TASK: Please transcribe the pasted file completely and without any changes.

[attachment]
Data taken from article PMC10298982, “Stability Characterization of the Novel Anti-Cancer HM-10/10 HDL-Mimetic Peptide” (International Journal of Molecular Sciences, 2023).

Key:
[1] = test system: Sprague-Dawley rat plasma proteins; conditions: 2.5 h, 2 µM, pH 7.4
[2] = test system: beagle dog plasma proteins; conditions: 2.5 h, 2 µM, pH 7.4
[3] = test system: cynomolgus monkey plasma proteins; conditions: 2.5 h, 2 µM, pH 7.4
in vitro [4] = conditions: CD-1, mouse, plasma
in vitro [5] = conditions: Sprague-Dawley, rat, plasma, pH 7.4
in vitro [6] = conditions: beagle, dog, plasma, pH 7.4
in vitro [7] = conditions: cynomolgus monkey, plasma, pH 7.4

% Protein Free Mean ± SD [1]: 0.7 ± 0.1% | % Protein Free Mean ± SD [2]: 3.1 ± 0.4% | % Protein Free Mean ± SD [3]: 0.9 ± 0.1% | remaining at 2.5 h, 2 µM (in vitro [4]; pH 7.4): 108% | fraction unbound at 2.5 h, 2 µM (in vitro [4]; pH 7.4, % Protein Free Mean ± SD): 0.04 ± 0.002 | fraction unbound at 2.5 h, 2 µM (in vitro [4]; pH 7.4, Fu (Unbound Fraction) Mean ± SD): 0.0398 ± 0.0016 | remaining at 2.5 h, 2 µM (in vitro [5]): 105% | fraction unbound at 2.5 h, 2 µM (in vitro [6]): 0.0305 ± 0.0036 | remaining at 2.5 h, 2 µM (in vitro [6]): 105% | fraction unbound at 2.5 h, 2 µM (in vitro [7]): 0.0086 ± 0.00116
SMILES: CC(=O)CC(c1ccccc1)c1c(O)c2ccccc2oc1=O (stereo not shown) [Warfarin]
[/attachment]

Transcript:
Data taken from article PMC10298982, “Stability Characterization of the Novel Anti-Cancer HM-10/10 HDL-Mimetic Peptide” (International Journal of Molecular Sciences, 2023).

Key:
[1] = test system: Sprague-Dawley rat plasma proteins; conditions: 2.5 h, 2 µM, pH 7.4
[2] = test system: beagle dog plasma proteins; conditions: 2.5 h, 2 µM, pH 7.4
[3] = test system: cynomolgus monkey plasma proteins; conditions: 2.5 h, 2 µM, pH 7.4
in vitro [4] = conditions: CD-1, mouse, plasma
in vitro [5] = conditions: Sprague-Dawley, rat, plasma, pH 7.4
in vitro [6] = conditions: beagle, dog, plasma, pH 7.4
in vitro [7] = conditions: cynomolgus monkey, plasma, pH 7.4

% Protein Free Mean ± SD [1]: 0.7 ± 0.1% | % Protein Free Mean ± SD [2]: 3.1 ± 0.4% | % Protein Free Mean ± SD [3]: 0.9 ± 0.1% | remaining at 2.5 h, 2 µM (in vitro [4]; pH 7.4): 108% | fraction unbound at 2.5 h, 2 µM (in vitro [4]; pH 7.4, % Protein Free Mean ± SD): 0.04 ± 0.002 | fraction unbound at 2.5 h, 2 µM (in vitro [4]; pH 7.4, Fu (Unbound Fraction) Mean ± SD): 0.0398 ± 0.0016 | remaining at 2.5 h, 2 µM (in vitro [5]): 105% | fraction unbound at 2.5 h, 2 µM (in vitro [6]): 0.0305 ± 0.0036 | remaining at 2.5 h, 2 µM (in vitro [6]): 105% | fraction unbound at 2.5 h, 2 µM (in vitro [7]): 0.0086 ± 0.00116
SMILES: CC(=O)CC(c1ccccc1)c1c(O)c2ccccc2oc1=O (stereo not shown) [Warfarin]